What we are doing
We are researching DIY aid and self-initiated aid groups assisting in relief efforts for the European refugee crisis. These informal networks of individuals play a major role in relief efforts. We are interested in filming 360° videos through the lens of the volunteers working on the refugee crisis. Half of our team traveled to Greece and Germany in January to gather primary content such as interviews from community members, volunteers, and new organizations focused on resettlement. The second half of our team will be running our social media to keep everyone up to date on our on the ground research.
We are especially interested in how DIY aid and self-initiated aid groups work, as they play a major role in relief efforts in Europe. The research process has been filmed with both immersive and traditional media, highlighting how local volunteers have become involved in the refugee crisis.
Last summer we worked with Lighthouse Relief, an organization based in Greece, that has been assisting refugees for over a year. We continue to work with them on the ground for this project by volunteering on the island of Lesvos. We also met with a number of locals on the island of Lesvos to interview them about their projects. In addition, we filmed a dinner with Options Food Lab in Athens to learn about their work connecting people through collaboration, food, and eating. In Germany, we created media featuring the work of several organizations which have connected resettled Syrians with German locals through dinners, networking events, educational services, and flat sharing.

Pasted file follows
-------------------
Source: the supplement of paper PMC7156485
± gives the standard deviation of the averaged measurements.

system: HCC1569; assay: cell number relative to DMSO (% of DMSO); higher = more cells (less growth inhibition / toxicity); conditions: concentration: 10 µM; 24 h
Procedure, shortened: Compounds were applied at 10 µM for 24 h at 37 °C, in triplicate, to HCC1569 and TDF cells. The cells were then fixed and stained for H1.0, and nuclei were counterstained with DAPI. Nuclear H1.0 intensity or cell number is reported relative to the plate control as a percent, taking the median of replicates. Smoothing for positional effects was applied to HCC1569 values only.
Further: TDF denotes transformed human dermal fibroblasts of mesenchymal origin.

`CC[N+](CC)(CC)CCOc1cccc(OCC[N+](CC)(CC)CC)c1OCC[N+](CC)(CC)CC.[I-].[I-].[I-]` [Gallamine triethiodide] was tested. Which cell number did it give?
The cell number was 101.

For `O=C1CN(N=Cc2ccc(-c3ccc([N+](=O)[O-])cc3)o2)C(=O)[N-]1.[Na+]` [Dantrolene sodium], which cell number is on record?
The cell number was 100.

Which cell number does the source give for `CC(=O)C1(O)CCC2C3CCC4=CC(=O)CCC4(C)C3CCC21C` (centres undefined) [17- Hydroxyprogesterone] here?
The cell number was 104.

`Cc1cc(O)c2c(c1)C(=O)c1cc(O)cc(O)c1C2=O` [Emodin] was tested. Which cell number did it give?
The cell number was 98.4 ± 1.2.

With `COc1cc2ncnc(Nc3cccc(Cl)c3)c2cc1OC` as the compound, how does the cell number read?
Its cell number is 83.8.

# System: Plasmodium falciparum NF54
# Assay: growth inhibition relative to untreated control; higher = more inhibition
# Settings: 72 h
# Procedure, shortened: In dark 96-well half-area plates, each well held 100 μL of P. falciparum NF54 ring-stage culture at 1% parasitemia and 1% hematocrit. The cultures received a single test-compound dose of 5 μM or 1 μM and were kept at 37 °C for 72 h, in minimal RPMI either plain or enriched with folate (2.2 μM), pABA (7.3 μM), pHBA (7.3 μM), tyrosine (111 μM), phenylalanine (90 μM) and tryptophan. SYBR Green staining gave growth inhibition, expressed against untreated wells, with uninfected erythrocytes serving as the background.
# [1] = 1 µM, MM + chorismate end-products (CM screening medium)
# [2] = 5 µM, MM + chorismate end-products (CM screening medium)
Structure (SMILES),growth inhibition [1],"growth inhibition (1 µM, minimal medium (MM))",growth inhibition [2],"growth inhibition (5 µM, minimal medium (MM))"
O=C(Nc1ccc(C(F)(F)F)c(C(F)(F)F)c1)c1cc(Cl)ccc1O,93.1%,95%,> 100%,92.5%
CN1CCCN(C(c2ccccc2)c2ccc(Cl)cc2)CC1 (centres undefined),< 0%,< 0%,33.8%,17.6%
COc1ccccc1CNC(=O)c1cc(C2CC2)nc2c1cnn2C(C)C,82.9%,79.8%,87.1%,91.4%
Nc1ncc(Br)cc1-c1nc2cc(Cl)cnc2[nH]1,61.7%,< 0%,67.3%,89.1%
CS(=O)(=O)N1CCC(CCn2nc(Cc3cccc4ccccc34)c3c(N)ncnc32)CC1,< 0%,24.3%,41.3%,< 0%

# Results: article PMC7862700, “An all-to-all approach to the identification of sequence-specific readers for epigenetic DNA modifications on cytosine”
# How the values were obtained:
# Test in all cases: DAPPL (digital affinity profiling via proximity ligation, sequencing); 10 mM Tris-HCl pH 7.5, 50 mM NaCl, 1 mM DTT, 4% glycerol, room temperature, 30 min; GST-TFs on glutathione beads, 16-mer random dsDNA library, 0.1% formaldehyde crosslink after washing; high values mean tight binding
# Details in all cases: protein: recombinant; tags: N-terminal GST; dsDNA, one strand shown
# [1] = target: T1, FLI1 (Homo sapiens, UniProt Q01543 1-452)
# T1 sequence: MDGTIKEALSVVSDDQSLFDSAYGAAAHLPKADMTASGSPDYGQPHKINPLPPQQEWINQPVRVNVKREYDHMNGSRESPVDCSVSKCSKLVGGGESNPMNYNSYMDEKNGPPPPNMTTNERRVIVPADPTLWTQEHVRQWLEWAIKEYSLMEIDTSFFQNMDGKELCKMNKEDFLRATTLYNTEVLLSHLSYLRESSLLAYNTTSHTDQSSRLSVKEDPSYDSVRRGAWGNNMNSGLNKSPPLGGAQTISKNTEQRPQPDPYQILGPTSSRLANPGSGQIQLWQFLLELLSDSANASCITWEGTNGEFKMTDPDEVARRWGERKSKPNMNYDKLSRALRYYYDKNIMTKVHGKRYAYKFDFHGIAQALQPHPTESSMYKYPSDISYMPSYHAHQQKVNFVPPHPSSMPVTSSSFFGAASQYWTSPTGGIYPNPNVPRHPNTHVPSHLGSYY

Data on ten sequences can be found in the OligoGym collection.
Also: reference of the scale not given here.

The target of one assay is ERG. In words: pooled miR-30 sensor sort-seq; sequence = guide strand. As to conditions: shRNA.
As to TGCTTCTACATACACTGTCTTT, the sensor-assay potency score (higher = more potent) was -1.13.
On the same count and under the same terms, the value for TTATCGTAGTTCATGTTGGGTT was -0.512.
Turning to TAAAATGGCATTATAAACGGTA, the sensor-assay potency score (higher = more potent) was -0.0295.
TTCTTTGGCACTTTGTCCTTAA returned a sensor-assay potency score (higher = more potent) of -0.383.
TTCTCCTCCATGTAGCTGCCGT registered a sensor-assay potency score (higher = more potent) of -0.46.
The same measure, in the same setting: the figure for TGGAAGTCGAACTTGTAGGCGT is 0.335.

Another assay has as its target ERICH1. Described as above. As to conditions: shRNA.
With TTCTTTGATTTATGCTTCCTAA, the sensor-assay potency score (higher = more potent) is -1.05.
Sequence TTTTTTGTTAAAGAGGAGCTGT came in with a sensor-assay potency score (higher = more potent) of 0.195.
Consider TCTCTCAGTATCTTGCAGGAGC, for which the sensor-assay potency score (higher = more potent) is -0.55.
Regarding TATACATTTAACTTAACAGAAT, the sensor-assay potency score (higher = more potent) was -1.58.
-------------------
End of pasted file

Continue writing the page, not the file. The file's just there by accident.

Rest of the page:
As the View(Points) project progresses, regular updates will be posted to our social media and website. The final video-based stories will be showcased in New York City in a number of workshops, focus groups, and finally, in a public exhibition in the spring. An online exhibition is planned, for those not able to attend the NYC events. The View(Points) team will use these screenings to evaluate the impact of both immersive and traditional media on viewers’ perception of the refugee crisis.
Why we are doing this
We are not looking to share stories that will capture news headlines, but rather tell the stories of small daily activities of people providing support to refugees and asylum seekers. In an effort to avoid an over-saturation of media about the refugee crisis, we are approaching from a new angle - immersive media focused on volunteers to show how the individual can actually make a difference. We believe that immersive media has the power to create awareness and connections in a greater way than traditional media. We are looking to test this hypothesis with a pilot project by creating video-based stories with immersive and traditional media and testing its impact with focus groups, workshops, and a final public exhibition.